Using Jetson Docker Containers (we call them jetson-containers) is one of the best ways to leverage the many Jetson tools for development. Looky here:
One of the most challenging issues in developing on Jetson is the sheer number of libraries and intermingled dependencies. This is especially true when using the ever advancing deep learning environments.
Generally each JetPack release bundles together the major CUDA and related libraries, matching each with the corresponding base element. Because development is happening so fast in the machine learning world, it is difficult to match different JetPack elements for a given machine learning task. Each package seems to have its own little niggles to get working properly for each release.
On top of that, the requirements and underlying substrate change so quickly it can be difficult to build a stable application. In a small development group this is hard. Not only do you have to build your own application, you have to keep the rest of the foundation in a stable state. It’s like building in a swamp.
The Jetson Zoo
The Jetson Zoo is one of the first places that Jetson developers should visit. There are links to Docker containers for dozens of different applications. If you’re a Python developer, links to wheels for the most popular machine learning libraries can have you up and running in a hurry. There are links to Tensorflow, PyTorch, Onnx, and MXNet just to name a few. And of course the popular “Hello AI World” two days to a demo tutorial is linked there too.
The Zoo be where to get your start if you’re smart.
The real gold mine is jetson-containers from the dusty-nv account on Github. Owner Dustin Franklin is a NVIDIA engineer who has built dozens of different Docker images that span machine learning, data science, robotics and deep learning. Best of all, the source Dockerfiles are in the repository! That makes it much easier to build your own custom containers. And learn how to create the correct environment if you are trying to load SDKs with lots of dependencies and quirks.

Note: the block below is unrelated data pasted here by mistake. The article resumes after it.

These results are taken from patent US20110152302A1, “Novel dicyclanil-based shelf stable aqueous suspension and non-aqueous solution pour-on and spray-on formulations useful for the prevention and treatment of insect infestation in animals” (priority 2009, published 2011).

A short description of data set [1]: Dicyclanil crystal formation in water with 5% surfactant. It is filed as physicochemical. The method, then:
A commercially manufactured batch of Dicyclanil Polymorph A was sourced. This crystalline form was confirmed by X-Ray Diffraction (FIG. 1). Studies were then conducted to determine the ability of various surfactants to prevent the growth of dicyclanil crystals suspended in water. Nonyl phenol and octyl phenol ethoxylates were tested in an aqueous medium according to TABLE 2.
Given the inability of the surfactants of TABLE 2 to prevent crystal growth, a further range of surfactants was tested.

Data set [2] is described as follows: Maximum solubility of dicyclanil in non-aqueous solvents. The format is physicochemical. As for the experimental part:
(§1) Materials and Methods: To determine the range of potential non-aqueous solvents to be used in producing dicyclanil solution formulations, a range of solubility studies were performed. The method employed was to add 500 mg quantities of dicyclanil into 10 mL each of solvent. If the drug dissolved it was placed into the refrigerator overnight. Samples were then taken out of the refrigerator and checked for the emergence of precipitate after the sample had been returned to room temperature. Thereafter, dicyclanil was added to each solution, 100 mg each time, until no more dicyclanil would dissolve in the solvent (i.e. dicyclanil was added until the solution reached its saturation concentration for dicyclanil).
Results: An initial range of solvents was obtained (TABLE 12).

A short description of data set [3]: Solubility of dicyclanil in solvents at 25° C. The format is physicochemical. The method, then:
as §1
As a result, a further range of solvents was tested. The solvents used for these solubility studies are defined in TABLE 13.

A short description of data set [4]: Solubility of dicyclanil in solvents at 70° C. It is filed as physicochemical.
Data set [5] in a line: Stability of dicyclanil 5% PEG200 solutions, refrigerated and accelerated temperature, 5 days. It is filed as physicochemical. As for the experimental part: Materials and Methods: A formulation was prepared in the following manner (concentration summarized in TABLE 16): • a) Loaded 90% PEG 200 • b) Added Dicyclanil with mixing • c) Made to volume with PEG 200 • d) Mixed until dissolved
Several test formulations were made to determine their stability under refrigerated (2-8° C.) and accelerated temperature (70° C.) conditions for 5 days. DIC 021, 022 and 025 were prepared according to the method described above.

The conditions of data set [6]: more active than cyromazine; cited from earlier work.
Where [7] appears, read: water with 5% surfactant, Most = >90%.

Over the last few years, the number of machine learning packages has been growing at a substantial rate. While some work with just a little tinkering, others require major work to get up and running. This is especially true in early release states, when people have little experience with them.
Because many of the new packages are built on top of other base packages, it can be a bit of a struggle getting everything to work together. And because the packages are new, they tend to go through frequent release cycles before becoming stable. This can be quite the challenge.
Add to this that the JetPack is always adding new functionality to support even more innovation, you can understand why it sometimes feel like you are stuck in a never ending spiral. Fortunately, by building containers you can isolate your development task and decouple it from the environment of the machine that you are working on.
Here’s the thing. The jetson-containers repository holds packages that are known to work. There’s no guessing, a lot of the hard work has been done for you. Plus, the initial performance tuning is done too. It works, and performs well.
Containers are a feature of the Linux kernel. The operating system kernel is responsible for many low level operating system tasks. These tasks include interfacing with hardware via drivers (modules), process management (such as launching programs and memory allocation), low level interface with the file system, system calls and so on. In a Linux based operating system, such as Ubuntu, the kernel represents about 10% of the code of the OS.